the various fibre types commonly encountered in forensic textile fibre examination. As the dyes are produced and applied in various ways, both the extraction procedure and the separation technique that will ultimately be employed must be carefully considered.

11.5 Dye Classification and Extraction


Feeman (1970) compared the so-called classical methods of dye identification with the then more modern methods. At that time, the best known schemes for dye identification were based on determining the application class (acid, direct, basic, etc.) and generic structure (azo, anthraquinone, etc.). They involved fibre identification followed by chemical tests. However, although the schemes were easy to follow and gave good results when the dye was homogeneous, they failed when mixtures of dyes were encountered and they did not identify the dye chemically, even when it was homogeneous. Feeman cited the following as the newer methods of dye identification: chromatography and electrophoresis for dye separation and classification, and infrared and ultraviolet spectroscopy for dye identification. He emphasized that it was possible to identify many commonly found dyes without knowing their chemical structures, because IR and UV spectra acted as fingerprints, unique to each dye. This did imply, of course, the need for analysts to have reference spectra of standard dyes to compare with the unknowns. Figure 11.2 shows Feemans scheme for dye identification. He also listed combinations of solvents for extracting particular dye classes from certain fibre types, and elution systems for thin layer chromatography separation of extracted dyes. He himself was working with large non-forensic samples, but his work has formed the basis of many of the systems developed for use in textile fibre dye analysis in forensic science laboratories. Dye extraction/classification schemes have been developed which generally allow single fibres to be sequentially extracted with a range of solvents. These schemes not only determine the most efficient method for dye extraction but also allow the dye present to be classified with a degree of caution. Extraction and classification studies have been carried out on the dyes for wool, polyamide, polyacrylonitrile, polyester, cellulosics, polypropylene and acetate fibres. 296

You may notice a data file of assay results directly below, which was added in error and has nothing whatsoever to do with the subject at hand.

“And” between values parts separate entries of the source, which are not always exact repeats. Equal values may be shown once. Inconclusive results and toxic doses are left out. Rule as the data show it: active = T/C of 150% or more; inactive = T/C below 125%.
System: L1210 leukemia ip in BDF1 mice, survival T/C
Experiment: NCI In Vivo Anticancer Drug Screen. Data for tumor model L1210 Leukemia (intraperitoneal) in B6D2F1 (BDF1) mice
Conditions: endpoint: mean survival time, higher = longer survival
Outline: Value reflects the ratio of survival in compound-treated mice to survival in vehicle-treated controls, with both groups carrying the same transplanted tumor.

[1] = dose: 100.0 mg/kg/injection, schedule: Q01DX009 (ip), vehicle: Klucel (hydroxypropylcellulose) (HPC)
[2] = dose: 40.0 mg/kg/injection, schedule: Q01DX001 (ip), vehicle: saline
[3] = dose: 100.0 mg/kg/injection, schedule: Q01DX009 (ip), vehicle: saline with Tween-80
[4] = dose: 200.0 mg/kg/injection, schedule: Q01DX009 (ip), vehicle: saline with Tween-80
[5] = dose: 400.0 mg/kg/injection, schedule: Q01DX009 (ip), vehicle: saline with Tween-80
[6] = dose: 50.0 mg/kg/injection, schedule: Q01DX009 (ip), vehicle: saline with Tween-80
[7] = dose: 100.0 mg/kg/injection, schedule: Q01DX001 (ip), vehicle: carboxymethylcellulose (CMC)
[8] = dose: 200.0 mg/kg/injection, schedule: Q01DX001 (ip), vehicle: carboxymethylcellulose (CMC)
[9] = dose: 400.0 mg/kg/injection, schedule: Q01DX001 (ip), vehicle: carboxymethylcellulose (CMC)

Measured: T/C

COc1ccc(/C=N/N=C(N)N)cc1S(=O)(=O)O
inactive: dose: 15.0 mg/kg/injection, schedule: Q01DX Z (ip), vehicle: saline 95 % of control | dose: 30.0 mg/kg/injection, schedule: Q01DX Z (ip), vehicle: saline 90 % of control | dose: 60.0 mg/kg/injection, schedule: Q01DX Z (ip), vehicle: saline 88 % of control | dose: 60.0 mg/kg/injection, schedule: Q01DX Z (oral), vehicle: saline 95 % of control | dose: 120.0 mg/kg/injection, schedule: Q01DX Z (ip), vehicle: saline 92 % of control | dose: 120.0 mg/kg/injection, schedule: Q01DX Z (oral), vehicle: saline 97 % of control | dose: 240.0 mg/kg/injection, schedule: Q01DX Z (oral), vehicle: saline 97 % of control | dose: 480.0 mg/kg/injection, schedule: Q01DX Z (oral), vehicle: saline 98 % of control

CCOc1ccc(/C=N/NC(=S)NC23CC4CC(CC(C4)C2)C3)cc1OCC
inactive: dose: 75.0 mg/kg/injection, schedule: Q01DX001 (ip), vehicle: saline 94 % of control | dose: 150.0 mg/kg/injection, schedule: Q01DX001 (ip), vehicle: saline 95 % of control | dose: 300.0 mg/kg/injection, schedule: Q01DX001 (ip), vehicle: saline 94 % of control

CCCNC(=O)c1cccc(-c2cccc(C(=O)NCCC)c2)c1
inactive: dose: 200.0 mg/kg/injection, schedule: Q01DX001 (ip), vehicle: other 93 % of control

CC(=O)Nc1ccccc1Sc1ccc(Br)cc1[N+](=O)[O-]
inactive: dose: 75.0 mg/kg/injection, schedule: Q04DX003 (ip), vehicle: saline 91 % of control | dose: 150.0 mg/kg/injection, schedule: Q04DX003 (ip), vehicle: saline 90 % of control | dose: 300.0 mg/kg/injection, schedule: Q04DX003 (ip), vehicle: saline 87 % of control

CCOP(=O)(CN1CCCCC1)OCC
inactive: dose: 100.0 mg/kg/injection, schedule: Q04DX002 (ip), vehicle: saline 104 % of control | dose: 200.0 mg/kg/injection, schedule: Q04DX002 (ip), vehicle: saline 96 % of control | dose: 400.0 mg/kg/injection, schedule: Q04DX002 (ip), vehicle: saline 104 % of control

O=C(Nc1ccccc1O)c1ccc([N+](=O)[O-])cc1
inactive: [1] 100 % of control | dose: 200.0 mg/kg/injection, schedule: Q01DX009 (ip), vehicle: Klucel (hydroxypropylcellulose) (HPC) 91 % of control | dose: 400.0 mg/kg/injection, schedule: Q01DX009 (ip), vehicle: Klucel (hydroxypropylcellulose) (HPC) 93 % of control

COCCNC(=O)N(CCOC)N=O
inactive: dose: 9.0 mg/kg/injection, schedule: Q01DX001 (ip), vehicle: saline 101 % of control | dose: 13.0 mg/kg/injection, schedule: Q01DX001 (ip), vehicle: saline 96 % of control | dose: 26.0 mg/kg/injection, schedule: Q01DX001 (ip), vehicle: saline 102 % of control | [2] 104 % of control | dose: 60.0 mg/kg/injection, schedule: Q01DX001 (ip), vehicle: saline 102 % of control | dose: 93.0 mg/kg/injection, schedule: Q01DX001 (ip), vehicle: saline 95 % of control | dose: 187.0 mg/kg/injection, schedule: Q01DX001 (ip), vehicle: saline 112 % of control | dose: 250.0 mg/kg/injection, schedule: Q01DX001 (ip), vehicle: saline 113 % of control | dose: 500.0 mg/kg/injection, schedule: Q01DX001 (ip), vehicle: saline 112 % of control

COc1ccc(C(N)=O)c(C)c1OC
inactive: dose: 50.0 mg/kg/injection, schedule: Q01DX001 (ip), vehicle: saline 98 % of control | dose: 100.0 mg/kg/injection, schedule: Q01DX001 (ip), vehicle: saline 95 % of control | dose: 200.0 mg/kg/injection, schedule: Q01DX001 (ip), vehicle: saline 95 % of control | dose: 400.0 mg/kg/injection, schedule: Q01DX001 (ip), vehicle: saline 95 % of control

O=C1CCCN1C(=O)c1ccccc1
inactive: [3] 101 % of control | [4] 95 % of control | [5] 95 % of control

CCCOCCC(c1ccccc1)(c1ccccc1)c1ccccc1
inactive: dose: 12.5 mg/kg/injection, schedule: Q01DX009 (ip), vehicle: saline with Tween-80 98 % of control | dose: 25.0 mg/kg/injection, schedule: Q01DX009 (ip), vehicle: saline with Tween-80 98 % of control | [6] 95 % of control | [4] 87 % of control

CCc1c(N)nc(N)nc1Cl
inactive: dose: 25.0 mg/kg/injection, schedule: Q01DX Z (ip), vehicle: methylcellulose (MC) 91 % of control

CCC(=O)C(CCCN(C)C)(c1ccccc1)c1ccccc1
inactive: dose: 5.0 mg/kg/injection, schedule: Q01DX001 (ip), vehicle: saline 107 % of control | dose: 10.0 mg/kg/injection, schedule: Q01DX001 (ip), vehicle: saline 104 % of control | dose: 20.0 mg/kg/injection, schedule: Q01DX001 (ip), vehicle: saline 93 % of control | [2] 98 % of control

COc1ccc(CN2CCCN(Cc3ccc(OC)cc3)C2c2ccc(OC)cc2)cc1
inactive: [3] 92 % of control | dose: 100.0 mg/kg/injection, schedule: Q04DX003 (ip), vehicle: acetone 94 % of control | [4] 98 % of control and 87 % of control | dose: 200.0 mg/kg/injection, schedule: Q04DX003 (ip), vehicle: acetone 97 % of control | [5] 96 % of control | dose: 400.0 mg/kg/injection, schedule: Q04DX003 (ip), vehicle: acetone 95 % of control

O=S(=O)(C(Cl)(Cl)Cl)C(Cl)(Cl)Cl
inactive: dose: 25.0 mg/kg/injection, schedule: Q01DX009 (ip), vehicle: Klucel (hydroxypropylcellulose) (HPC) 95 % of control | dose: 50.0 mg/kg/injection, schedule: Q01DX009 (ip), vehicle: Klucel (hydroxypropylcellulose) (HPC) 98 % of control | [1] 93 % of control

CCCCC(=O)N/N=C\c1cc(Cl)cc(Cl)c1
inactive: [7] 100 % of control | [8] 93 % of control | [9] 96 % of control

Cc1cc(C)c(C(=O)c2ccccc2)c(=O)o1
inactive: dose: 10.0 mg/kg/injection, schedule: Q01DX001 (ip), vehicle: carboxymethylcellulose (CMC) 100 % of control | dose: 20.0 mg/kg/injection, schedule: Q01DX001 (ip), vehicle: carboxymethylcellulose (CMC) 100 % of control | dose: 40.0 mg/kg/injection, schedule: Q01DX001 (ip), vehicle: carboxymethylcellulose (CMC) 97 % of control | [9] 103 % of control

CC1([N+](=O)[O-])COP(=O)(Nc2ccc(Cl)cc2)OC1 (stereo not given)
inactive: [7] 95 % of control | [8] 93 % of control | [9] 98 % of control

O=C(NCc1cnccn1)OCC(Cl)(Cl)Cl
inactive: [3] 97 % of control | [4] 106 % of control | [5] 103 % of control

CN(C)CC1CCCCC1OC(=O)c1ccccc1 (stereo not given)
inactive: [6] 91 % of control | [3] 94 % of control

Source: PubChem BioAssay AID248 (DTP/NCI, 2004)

Thin Layer Chromatographic Analysis for Fibre Dyes

Figure 11.2 New scheme for dye identification, from Feeman (1970).